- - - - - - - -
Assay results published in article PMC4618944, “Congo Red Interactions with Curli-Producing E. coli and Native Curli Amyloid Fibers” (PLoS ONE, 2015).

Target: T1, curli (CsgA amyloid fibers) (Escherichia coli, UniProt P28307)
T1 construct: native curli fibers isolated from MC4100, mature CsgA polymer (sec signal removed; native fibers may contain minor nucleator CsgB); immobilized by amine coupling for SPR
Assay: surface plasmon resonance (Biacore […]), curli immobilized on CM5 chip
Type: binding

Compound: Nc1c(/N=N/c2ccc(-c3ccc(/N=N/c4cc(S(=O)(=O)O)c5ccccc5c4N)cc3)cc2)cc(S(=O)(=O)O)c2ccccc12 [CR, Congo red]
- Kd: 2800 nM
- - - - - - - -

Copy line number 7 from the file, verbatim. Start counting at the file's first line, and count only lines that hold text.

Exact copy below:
- Kd: 2800 nM